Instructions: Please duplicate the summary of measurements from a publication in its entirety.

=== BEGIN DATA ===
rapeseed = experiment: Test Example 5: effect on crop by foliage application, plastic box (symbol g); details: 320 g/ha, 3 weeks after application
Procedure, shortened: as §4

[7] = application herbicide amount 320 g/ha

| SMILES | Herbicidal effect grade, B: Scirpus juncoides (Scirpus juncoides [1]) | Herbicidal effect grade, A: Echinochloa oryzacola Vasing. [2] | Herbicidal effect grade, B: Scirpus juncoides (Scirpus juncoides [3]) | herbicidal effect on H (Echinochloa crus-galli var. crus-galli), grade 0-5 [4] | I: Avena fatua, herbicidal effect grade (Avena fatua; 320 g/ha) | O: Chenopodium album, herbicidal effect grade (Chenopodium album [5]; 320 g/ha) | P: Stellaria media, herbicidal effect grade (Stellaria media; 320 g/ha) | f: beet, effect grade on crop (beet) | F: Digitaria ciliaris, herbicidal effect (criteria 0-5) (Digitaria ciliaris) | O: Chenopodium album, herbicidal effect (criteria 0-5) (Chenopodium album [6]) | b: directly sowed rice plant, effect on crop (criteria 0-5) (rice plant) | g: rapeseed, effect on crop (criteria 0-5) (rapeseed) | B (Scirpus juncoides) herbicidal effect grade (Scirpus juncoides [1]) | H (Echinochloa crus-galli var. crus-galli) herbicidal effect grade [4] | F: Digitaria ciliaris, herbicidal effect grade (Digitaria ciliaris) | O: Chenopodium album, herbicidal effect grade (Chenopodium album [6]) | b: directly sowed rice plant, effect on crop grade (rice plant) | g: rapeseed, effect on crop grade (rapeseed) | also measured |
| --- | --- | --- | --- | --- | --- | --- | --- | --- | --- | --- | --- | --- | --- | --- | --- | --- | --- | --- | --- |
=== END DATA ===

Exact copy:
rapeseed = experiment: Test Example 5: effect on crop by foliage application, plastic box (symbol g); details: 320 g/ha, 3 weeks after application
Procedure, shortened: as §4

[7] = application herbicide amount 320 g/ha

| SMILES | Herbicidal effect grade, B: Scirpus juncoides (Scirpus juncoides [1]) | Herbicidal effect grade, A: Echinochloa oryzacola Vasing. [2] | Herbicidal effect grade, B: Scirpus juncoides (Scirpus juncoides [3]) | herbicidal effect on H (Echinochloa crus-galli var. crus-galli), grade 0-5 [4] | I: Avena fatua, herbicidal effect grade (Avena fatua; 320 g/ha) | O: Chenopodium album, herbicidal effect grade (Chenopodium album [5]; 320 g/ha) | P: Stellaria media, herbicidal effect grade (Stellaria media; 320 g/ha) | f: beet, effect grade on crop (beet) | F: Digitaria ciliaris, herbicidal effect (criteria 0-5) (Digitaria ciliaris) | O: Chenopodium album, herbicidal effect (criteria 0-5) (Chenopodium album [6]) | b: directly sowed rice plant, effect on crop (criteria 0-5) (rice plant) | g: rapeseed, effect on crop (criteria 0-5) (rapeseed) | B (Scirpus juncoides) herbicidal effect grade (Scirpus juncoides [1]) | H (Echinochloa crus-galli var. crus-galli) herbicidal effect grade [4] | F: Digitaria ciliaris, herbicidal effect grade (Digitaria ciliaris) | O: Chenopodium album, herbicidal effect grade (Chenopodium album [6]) | b: directly sowed rice plant, effect on crop grade (rice plant) | g: rapeseed, effect on crop grade (rapeseed) | also measured |
| --- | --- | --- | --- | --- | --- | --- | --- | --- | --- | --- | --- | --- | --- | --- | --- | --- | --- | --- | --- |